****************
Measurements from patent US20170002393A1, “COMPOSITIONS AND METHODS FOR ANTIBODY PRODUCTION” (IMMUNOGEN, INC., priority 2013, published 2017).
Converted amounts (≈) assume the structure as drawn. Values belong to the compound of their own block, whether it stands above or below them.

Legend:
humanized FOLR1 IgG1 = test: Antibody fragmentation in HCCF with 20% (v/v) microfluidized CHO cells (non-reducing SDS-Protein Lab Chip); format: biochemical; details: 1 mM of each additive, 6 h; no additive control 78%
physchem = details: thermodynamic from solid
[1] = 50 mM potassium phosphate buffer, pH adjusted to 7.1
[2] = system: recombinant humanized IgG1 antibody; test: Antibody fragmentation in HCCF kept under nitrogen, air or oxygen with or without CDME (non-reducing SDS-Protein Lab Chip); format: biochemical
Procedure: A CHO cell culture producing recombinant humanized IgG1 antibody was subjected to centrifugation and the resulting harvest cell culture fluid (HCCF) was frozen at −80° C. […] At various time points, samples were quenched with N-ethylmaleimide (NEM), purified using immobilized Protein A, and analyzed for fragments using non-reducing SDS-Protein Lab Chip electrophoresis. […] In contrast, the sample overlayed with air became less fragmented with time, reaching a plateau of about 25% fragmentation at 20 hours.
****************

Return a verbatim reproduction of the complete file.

Measurements from patent US20170002393A1, “COMPOSITIONS AND METHODS FOR ANTIBODY PRODUCTION” (IMMUNOGEN, INC., priority 2013, published 2017).
Converted amounts (≈) assume the structure as drawn. Values belong to the compound of their own block, whether it stands above or below them.

Legend:
humanized FOLR1 IgG1 = test: Antibody fragmentation in HCCF with 20% (v/v) microfluidized CHO cells (non-reducing SDS-Protein Lab Chip); format: biochemical; details: 1 mM of each additive, 6 h; no additive control 78%
physchem = details: thermodynamic from solid
[1] = 50 mM potassium phosphate buffer, pH adjusted to 7.1
[2] = system: recombinant humanized IgG1 antibody; test: Antibody fragmentation in HCCF kept under nitrogen, air or oxygen with or without CDME (non-reducing SDS-Protein Lab Chip); format: biochemical
Procedure: A CHO cell culture producing recombinant humanized IgG1 antibody was subjected to centrifugation and the resulting harvest cell culture fluid (HCCF) was frozen at −80° C. […] At various time points, samples were quenched with N-ethylmaleimide (NEM), purified using immobilized Protein A, and analyzed for fragments using non-reducing SDS-Protein Lab Chip electrophoresis. […] In contrast, the sample overlayed with air became less fragmented with time, reaching a plateau of about 25% fragmentation at 20 hours.